A 17-year veteran Douglas school teacher and two relative newcomers from Jacks Valley Elementary School won Dr. F. Gregory Betts Education Foundation awards.
Each of the three women received a $1,000 award on Tuesday, presented by Betts’ wife, Doris, and son, Chris Betts.
“We are honoring you hard work and dedication to continue your education, with both families and a job,” said Chris Betts, a 1983 Douglas High School graduate.
Montana Hammond has been teaching math in Douglas County since 2004. She started out at Carson Valley Middle School for 11 years before moving to Douglas High, where she teaches geometry and algebra.
She is seeking a master’s degree in technology in secondary education with a distance learning focus.
“I chose this major to be an expert in EPIC teaching and learning and to be a leader in 21st Century teaching.”
A South Lake Tahoe Viking, Sarah Caro is a Jacks Valley Elementary School special education paraprofessional. Caro already has a bachelor’s degree from the University of California, Davis.
She worked as a teacher in a special education preschool and held a similar position in Wyoming.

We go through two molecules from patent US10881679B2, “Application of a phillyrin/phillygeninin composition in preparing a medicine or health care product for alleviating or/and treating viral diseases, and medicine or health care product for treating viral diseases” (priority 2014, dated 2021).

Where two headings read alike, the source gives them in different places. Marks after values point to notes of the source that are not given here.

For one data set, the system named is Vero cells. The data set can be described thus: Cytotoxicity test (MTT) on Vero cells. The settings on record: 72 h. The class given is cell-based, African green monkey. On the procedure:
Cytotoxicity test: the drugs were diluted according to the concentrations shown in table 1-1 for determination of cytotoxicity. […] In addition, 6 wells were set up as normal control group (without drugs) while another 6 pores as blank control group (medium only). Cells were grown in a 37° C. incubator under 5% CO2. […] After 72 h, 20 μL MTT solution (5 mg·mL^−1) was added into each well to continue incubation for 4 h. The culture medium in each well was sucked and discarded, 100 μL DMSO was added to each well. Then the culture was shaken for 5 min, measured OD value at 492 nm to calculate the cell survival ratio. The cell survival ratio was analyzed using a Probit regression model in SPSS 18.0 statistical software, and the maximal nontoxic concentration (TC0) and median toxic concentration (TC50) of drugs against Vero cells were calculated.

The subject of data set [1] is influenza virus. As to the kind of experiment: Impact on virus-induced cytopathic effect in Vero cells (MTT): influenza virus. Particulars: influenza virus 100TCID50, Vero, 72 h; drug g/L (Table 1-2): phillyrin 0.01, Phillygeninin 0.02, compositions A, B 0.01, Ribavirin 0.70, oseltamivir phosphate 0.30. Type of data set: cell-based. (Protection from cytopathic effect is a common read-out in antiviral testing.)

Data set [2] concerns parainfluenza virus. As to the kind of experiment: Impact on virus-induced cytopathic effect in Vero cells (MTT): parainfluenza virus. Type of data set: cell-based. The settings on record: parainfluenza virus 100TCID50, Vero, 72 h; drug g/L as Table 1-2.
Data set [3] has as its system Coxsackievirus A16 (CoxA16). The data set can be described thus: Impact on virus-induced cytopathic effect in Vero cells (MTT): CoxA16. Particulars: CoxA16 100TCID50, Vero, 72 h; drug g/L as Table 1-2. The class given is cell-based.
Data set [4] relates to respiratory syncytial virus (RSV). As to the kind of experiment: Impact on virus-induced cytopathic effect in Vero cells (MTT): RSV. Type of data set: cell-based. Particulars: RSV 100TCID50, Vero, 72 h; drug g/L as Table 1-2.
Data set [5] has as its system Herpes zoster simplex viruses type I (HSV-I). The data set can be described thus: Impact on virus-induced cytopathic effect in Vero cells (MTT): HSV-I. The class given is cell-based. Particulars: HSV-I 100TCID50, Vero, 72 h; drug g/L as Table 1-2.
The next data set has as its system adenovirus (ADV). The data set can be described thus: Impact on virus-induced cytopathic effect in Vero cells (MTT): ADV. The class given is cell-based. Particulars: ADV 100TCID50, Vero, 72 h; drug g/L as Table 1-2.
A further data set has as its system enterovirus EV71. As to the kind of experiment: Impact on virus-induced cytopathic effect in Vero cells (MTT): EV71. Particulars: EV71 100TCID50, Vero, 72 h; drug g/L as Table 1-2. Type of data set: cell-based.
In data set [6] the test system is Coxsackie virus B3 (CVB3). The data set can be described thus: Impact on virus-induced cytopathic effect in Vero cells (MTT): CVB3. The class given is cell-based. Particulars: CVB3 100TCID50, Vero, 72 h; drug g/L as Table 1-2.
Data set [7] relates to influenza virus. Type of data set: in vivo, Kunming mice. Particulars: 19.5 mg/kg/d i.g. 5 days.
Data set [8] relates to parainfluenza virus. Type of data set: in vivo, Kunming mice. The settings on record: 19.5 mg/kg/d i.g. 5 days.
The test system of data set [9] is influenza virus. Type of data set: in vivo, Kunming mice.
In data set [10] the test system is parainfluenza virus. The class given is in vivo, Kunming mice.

“After working in this classroom, I knew I wanted to pursue a job in special education with the school district and was hired as a paraprofessional,” she said.
After returning to Western Nevada, she was hired at Jacks Valley.
She is seeking a masters of science degree in school psychology and hopes to become a school psychologist in Douglas County.
Jacks Valley Elementary playground aide Allison Kirkwood has been working for the district since 2020.
She is pursuing her bachelors of science degree in elementary education, with the ultimate goal of becoming an elementary school principal.
Kirkwood is familiar to parents at Trinity Lutheran Child Care where she worked. She has four children.
Betts was the Douglas County superintendent of schools from 1979 to 1992. During his tenure, he founded the first Professional Development Center.
Betts was a staunch believer in the power of continuous improvement for teachers and instructional leaders.
Betts’ family began the scholarship to support the efforts of district employees, who are working to attain either a doctorate or master’s degree in curriculum and instruction.
The honorarium has been awarded annually.